The Dalai Lama, Kaizen Happiness & Swimming
by Terry Laughlin

Posted on July 9th, 2010

The Dalai Lama and Howard C. Cutler collaborated on a book called The Art of Happiness, which has sold 1.5 million copies since being published in 1998. We have a copy in the Laughlin  library and several family members have read it.

Its  message can be capsulized as:

1. The purpose of life is happiness.

2. Once  basic  needs are met, happiness is determined more by the state of one’s mind than by external conditions, circumstances, or events.

3. Happiness can be achieved through the systematic training of our hearts and minds, through reshaping  attitudes and outlook.

4. The key to happiness is in your own hands.

More succinctly, the Dalai Lama advises,  before making a choice  ask: “Will this bring me happiness?”

Reading this yesterday brought to mind an experience from last November:

Kaizen Happiness

Eight months ago, I met opera director Paolo Carignani in Manhattan. We swam  at Reebok Fitness Club before Alice and I watched him conduct a performance of Aida at the Met Opera.  Paolo had transformed himself into the picture of grace with TI practice (aided by TI Coaches in  Zurich, NY, Tokyo and Barcelona. )

Paolo always practices TI before a performance, because it increases his energy (as we saw, conducting an opera demands incredible endurance–Aida lasted over 3 hours) and even makes his conducting movements more fluid!  But he was even more emphatic about the importance of a  more holistic effect: Several times he repeated “TI has such a gift for making people happy!”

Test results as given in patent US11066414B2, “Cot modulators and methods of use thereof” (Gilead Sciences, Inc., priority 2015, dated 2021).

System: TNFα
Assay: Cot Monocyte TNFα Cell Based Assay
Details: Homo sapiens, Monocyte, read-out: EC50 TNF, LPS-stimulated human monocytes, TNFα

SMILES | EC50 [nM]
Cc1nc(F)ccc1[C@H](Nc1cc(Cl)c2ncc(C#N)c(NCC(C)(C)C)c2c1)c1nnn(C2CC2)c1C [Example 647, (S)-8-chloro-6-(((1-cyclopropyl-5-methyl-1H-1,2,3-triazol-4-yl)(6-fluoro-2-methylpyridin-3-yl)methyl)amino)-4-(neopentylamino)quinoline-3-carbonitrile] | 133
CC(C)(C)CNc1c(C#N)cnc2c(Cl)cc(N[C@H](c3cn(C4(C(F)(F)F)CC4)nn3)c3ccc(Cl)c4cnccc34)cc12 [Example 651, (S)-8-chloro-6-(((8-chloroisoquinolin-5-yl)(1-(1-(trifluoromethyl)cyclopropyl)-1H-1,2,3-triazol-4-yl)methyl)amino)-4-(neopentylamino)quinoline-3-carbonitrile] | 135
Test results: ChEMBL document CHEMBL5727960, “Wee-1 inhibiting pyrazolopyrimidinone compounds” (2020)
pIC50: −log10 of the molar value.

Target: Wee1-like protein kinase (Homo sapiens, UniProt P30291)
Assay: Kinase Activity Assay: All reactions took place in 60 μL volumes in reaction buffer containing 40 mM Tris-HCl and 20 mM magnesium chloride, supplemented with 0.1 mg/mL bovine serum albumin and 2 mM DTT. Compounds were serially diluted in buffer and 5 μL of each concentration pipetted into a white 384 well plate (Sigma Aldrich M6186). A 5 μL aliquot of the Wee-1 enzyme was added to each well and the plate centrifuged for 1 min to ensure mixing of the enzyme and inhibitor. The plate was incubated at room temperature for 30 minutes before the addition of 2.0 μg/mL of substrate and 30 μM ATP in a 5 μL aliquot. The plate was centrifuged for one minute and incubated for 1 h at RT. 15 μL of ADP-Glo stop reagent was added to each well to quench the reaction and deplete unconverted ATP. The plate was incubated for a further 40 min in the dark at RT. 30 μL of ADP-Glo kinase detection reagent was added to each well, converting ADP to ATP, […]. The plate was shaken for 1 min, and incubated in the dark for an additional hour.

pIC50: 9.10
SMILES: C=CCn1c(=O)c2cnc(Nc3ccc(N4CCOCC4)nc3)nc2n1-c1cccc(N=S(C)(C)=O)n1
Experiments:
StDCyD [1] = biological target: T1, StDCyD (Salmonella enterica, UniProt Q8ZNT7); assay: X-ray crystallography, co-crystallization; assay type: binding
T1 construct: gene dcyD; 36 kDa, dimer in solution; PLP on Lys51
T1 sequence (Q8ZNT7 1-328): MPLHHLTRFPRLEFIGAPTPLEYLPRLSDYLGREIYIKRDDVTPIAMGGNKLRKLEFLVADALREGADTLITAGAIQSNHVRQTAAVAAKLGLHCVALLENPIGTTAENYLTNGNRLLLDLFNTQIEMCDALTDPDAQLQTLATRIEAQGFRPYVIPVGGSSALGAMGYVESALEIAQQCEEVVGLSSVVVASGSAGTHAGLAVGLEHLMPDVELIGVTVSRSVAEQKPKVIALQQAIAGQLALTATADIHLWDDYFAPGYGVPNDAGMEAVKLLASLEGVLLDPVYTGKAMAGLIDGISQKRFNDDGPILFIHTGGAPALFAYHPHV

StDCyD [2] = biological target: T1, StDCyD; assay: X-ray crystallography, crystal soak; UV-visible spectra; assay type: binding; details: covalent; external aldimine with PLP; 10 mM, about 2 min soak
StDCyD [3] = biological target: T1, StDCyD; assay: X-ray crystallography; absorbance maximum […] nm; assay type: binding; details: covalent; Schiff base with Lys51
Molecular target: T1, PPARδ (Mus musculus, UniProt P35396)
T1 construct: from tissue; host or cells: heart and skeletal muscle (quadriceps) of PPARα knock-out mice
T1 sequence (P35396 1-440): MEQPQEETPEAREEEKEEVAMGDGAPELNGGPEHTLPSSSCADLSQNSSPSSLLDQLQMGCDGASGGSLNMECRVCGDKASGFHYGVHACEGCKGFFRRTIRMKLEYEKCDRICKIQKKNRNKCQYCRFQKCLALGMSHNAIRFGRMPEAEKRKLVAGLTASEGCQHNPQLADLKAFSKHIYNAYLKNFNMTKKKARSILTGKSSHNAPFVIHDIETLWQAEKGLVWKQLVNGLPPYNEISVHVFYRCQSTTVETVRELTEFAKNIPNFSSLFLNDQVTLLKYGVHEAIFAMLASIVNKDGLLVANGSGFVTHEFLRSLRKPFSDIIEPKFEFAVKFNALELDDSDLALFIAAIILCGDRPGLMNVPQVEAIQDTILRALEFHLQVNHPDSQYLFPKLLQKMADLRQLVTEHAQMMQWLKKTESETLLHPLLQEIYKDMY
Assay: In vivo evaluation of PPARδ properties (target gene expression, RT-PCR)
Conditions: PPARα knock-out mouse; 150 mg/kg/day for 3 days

Two days later, after finishing a practice in a very happy state myself, I was reading an article about a zen roshi who conducts a weekly devotion near Woodstock. He said “People seem much happier as they leave the service.”

Suddenly this confluence of happy thoughts produced the most inspiring possibility I’d ever considered — Kaizen Happiness!

As with all things Kaizen, this would result in:

1) Continuously increasing one’s knowledge of how to  create feelings of happiness; and

2) Continuously deepen the quality of happiness one feels.

If you could do both, you might one day inspire someone to say of you (as Howard Cutler wrote of the Dalai Lama): “I still had a long way to go before achieving the kind of pervasive joy that he seemed to radiate so effortlessly.”

Since that week in November I have had a clearer vision of the direction of my own swimming, and the Total Immersion program: Aim both more consistently toward the Pursuit of Happiness.

I’ll expand further on this idea  in posts to follow, but invite you to ask yourself before any practice or set: How will this bring me happiness?

4 Responses to “The Dalai Lama, Kaizen Happiness & Swimming”

  1. Lawrence says:

    Terry, I tend not to say this to friends as I already talk too much about TI, but my motivation for learning TI freestyle is a conviction, formed after watching you and Shinji demonstrate the relaxed elegance that it is possible to attain with practice, that if I could reach such a level of competency I would have a new and reliable source of peace and deep happiness in my life that I could enjoy every day.

    In short, what drives me on with TI is the rhetorical question I ask myself whenever I view these demonstrations: wouldn’t it be *great* to be able to do *that*?

    Not many things have this effect on me!

  2. Sylvia says:

    So true for me.

  3. Tom says:

    Terry–Similarly, back in the ’70s, the Maharishi Mahesh Yogi, founder of TM, once said, ““Life finds its purpose and fulfillment in the expansion of happiness.” I took TM and meditated for a while. But after having had a seizure in my twenties, TM not only didn’t work, it irritated the resulting damaged nerves. TI swimming, on the other hand, is beneficial, being a meditation in movement.

  4. […] influential book that drew me from swimming-to-be-faster, toward swimming-to-be-happier is Mihaly Csikszentmihalyi’s ”Flow: The Psychology of Optimal […]

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